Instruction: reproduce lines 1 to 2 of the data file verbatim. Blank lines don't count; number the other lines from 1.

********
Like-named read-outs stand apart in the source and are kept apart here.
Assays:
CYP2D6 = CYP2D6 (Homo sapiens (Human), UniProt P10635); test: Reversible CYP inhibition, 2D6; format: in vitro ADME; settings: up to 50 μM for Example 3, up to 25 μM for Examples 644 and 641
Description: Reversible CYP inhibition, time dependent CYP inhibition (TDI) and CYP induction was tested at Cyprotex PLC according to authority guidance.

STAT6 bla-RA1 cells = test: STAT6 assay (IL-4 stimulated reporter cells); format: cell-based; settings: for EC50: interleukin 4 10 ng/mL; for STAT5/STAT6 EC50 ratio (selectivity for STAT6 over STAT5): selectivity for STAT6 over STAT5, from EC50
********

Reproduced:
Like-named read-outs stand apart in the source and are kept apart here.
Assays: